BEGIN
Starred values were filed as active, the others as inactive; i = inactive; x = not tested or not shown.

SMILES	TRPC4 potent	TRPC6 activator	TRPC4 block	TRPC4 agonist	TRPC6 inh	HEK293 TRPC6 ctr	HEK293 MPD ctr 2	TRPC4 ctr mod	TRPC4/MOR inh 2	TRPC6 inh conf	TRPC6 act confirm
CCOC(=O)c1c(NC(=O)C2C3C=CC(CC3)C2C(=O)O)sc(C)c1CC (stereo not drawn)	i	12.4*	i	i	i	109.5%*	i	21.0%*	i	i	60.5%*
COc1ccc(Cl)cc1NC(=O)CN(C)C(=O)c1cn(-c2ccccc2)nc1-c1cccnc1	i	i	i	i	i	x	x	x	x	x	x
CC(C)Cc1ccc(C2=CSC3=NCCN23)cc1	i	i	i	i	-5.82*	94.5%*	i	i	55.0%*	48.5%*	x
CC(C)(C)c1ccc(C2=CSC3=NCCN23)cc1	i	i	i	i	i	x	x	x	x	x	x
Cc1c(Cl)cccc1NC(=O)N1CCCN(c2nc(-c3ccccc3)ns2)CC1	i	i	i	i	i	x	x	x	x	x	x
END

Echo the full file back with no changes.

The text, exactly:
Starred values were filed as active, the others as inactive; i = inactive; x = not tested or not shown.

SMILES	TRPC4 potent	TRPC6 activator	TRPC4 block	TRPC4 agonist	TRPC6 inh	HEK293 TRPC6 ctr	HEK293 MPD ctr 2	TRPC4 ctr mod	TRPC4/MOR inh 2	TRPC6 inh conf	TRPC6 act confirm
CCOC(=O)c1c(NC(=O)C2C3C=CC(CC3)C2C(=O)O)sc(C)c1CC (stereo not drawn)	i	12.4*	i	i	i	109.5%*	i	21.0%*	i	i	60.5%*
COc1ccc(Cl)cc1NC(=O)CN(C)C(=O)c1cn(-c2ccccc2)nc1-c1cccnc1	i	i	i	i	i	x	x	x	x	x	x
CC(C)Cc1ccc(C2=CSC3=NCCN23)cc1	i	i	i	i	-5.82*	94.5%*	i	i	55.0%*	48.5%*	x
CC(C)(C)c1ccc(C2=CSC3=NCCN23)cc1	i	i	i	i	i	x	x	x	x	x	x
Cc1c(Cl)cccc1NC(=O)N1CCCN(c2nc(-c3ccccc3)ns2)CC1	i	i	i	i	i	x	x	x	x	x	x